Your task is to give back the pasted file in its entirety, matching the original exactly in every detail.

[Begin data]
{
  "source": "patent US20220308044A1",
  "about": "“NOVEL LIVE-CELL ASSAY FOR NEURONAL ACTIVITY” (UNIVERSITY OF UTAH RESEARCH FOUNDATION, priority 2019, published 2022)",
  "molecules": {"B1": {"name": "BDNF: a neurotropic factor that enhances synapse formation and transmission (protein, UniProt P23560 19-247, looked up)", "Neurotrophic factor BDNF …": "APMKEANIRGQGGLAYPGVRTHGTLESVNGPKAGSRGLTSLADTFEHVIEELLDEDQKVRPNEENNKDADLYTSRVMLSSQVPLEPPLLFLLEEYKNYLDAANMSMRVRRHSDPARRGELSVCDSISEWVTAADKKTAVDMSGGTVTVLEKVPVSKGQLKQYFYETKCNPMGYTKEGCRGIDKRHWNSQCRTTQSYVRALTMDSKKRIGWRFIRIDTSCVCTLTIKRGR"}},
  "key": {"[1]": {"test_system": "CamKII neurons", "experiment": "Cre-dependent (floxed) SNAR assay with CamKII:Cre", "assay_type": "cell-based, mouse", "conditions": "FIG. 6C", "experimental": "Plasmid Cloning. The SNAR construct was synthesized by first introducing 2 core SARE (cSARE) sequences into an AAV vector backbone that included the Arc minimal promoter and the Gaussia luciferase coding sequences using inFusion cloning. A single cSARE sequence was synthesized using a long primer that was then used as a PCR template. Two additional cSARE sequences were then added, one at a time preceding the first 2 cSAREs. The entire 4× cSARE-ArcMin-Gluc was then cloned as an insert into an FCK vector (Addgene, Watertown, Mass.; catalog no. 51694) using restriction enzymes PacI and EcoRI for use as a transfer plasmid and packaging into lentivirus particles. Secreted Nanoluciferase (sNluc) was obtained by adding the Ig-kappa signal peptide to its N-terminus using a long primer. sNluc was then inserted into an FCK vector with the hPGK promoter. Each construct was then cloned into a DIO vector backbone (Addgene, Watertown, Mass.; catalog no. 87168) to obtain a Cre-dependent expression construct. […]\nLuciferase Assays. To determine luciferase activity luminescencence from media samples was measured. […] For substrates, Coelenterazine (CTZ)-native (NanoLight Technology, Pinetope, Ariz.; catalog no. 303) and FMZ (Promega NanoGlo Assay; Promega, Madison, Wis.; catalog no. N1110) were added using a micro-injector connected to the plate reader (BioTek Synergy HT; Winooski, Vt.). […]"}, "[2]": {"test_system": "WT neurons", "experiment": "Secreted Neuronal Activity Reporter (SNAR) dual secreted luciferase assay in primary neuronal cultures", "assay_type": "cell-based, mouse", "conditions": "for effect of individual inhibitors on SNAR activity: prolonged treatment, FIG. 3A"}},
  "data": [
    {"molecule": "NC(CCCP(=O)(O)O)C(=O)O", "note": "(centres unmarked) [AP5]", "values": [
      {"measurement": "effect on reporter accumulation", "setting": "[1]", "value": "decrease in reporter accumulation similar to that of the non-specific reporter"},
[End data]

{
  "source": "patent US20220308044A1",
  "about": "“NOVEL LIVE-CELL ASSAY FOR NEURONAL ACTIVITY” (UNIVERSITY OF UTAH RESEARCH FOUNDATION, priority 2019, published 2022)",
  "molecules": {"B1": {"name": "BDNF: a neurotropic factor that enhances synapse formation and transmission (protein, UniProt P23560 19-247, looked up)", "Neurotrophic factor BDNF …": "APMKEANIRGQGGLAYPGVRTHGTLESVNGPKAGSRGLTSLADTFEHVIEELLDEDQKVRPNEENNKDADLYTSRVMLSSQVPLEPPLLFLLEEYKNYLDAANMSMRVRRHSDPARRGELSVCDSISEWVTAADKKTAVDMSGGTVTVLEKVPVSKGQLKQYFYETKCNPMGYTKEGCRGIDKRHWNSQCRTTQSYVRALTMDSKKRIGWRFIRIDTSCVCTLTIKRGR"}},
  "key": {"[1]": {"test_system": "CamKII neurons", "experiment": "Cre-dependent (floxed) SNAR assay with CamKII:Cre", "assay_type": "cell-based, mouse", "conditions": "FIG. 6C", "experimental": "Plasmid Cloning. The SNAR construct was synthesized by first introducing 2 core SARE (cSARE) sequences into an AAV vector backbone that included the Arc minimal promoter and the Gaussia luciferase coding sequences using inFusion cloning. A single cSARE sequence was synthesized using a long primer that was then used as a PCR template. Two additional cSARE sequences were then added, one at a time preceding the first 2 cSAREs. The entire 4× cSARE-ArcMin-Gluc was then cloned as an insert into an FCK vector (Addgene, Watertown, Mass.; catalog no. 51694) using restriction enzymes PacI and EcoRI for use as a transfer plasmid and packaging into lentivirus particles. Secreted Nanoluciferase (sNluc) was obtained by adding the Ig-kappa signal peptide to its N-terminus using a long primer. sNluc was then inserted into an FCK vector with the hPGK promoter. Each construct was then cloned into a DIO vector backbone (Addgene, Watertown, Mass.; catalog no. 87168) to obtain a Cre-dependent expression construct. […]\nLuciferase Assays. To determine luciferase activity luminescencence from media samples was measured. […] For substrates, Coelenterazine (CTZ)-native (NanoLight Technology, Pinetope, Ariz.; catalog no. 303) and FMZ (Promega NanoGlo Assay; Promega, Madison, Wis.; catalog no. N1110) were added using a micro-injector connected to the plate reader (BioTek Synergy HT; Winooski, Vt.). […]"}, "[2]": {"test_system": "WT neurons", "experiment": "Secreted Neuronal Activity Reporter (SNAR) dual secreted luciferase assay in primary neuronal cultures", "assay_type": "cell-based, mouse", "conditions": "for effect of individual inhibitors on SNAR activity: prolonged treatment, FIG. 3A"}},
  "data": [
    {"molecule": "NC(CCCP(=O)(O)O)C(=O)O", "note": "(centres unmarked) [AP5]", "values": [
      {"measurement": "effect on reporter accumulation", "setting": "[1]", "value": "decrease in reporter accumulation similar to that of the non-specific reporter"},